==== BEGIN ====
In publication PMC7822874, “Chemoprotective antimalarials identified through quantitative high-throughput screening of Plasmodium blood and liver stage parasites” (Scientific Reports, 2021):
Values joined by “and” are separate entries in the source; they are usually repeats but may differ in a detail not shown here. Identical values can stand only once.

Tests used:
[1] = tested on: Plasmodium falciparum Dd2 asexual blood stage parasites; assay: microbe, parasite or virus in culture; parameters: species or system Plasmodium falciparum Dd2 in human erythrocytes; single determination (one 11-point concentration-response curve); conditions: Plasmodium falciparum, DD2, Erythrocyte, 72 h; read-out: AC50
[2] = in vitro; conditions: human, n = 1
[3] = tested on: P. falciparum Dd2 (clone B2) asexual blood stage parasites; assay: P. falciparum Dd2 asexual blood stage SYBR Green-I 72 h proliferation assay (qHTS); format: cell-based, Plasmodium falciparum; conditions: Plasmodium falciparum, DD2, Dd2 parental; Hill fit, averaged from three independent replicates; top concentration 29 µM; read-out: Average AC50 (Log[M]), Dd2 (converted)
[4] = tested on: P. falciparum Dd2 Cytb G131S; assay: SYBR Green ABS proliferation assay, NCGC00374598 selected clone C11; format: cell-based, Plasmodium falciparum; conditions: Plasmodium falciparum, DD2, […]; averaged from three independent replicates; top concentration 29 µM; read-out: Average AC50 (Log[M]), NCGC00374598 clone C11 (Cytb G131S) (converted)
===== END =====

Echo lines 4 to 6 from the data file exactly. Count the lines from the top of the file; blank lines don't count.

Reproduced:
[1] = tested on: Plasmodium falciparum Dd2 asexual blood stage parasites; assay: microbe, parasite or virus in culture; parameters: species or system Plasmodium falciparum Dd2 in human erythrocytes; single determination (one 11-point concentration-response curve); conditions: Plasmodium falciparum, DD2, Erythrocyte, 72 h; read-out: AC50
[2] = in vitro; conditions: human, n = 1
[3] = tested on: P. falciparum Dd2 (clone B2) asexual blood stage parasites; assay: P. falciparum Dd2 asexual blood stage SYBR Green-I 72 h proliferation assay (qHTS); format: cell-based, Plasmodium falciparum; conditions: Plasmodium falciparum, DD2, Dd2 parental; Hill fit, averaged from three independent replicates; top concentration 29 µM; read-out: Average AC50 (Log[M]), Dd2 (converted)